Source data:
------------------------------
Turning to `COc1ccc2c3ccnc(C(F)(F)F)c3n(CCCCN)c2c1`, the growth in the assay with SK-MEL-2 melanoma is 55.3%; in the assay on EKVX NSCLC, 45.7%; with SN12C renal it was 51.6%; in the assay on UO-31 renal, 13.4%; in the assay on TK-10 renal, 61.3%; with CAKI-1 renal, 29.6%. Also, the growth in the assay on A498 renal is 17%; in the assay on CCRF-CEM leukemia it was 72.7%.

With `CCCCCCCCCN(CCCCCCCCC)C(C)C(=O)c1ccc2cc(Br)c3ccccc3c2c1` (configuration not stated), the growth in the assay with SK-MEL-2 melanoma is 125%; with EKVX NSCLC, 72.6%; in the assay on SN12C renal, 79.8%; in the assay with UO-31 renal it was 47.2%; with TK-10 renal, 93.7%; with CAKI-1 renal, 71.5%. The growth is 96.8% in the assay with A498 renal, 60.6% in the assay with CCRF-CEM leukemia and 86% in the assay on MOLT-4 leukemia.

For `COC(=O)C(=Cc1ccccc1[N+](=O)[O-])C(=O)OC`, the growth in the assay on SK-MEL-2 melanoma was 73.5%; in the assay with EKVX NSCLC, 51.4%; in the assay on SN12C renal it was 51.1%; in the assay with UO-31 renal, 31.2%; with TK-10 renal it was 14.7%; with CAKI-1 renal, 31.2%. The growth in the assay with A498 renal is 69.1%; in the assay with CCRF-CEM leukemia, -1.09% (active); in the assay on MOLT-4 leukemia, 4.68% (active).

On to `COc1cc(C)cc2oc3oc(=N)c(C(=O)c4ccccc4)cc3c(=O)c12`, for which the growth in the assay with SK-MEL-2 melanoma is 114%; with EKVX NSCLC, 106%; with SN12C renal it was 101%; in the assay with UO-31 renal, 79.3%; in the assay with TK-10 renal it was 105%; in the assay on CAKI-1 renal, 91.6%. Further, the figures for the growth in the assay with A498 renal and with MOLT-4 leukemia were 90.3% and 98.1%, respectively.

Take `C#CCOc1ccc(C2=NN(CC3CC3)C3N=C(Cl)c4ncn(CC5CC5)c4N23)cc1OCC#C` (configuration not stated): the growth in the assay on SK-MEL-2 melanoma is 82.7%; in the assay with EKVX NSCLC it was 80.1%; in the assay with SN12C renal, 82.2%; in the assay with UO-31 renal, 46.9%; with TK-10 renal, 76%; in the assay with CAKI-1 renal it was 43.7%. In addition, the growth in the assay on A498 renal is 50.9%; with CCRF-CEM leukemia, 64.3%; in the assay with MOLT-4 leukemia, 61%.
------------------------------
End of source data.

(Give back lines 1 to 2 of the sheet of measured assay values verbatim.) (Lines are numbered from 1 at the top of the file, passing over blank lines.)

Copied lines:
Turning to `COc1ccc2c3ccnc(C(F)(F)F)c3n(CCCCN)c2c1`, the growth in the assay with SK-MEL-2 melanoma is 55.3%; in the assay on EKVX NSCLC, 45.7%; with SN12C renal it was 51.6%; in the assay on UO-31 renal, 13.4%; in the assay on TK-10 renal, 61.3%; with CAKI-1 renal, 29.6%. Also, the growth in the assay on A498 renal is 17%; in the assay on CCRF-CEM leukemia it was 72.7%.

With `CCCCCCCCCN(CCCCCCCCC)C(C)C(=O)c1ccc2cc(Br)c3ccccc3c2c1` (configuration not stated), the growth in the assay with SK-MEL-2 melanoma is 125%; with EKVX NSCLC, 72.6%; in the assay on SN12C renal, 79.8%; in the assay with UO-31 renal it was 47.2%; with TK-10 renal, 93.7%; with CAKI-1 renal, 71.5%. The growth is 96.8% in the assay with A498 renal, 60.6% in the assay with CCRF-CEM leukemia and 86% in the assay on MOLT-4 leukemia.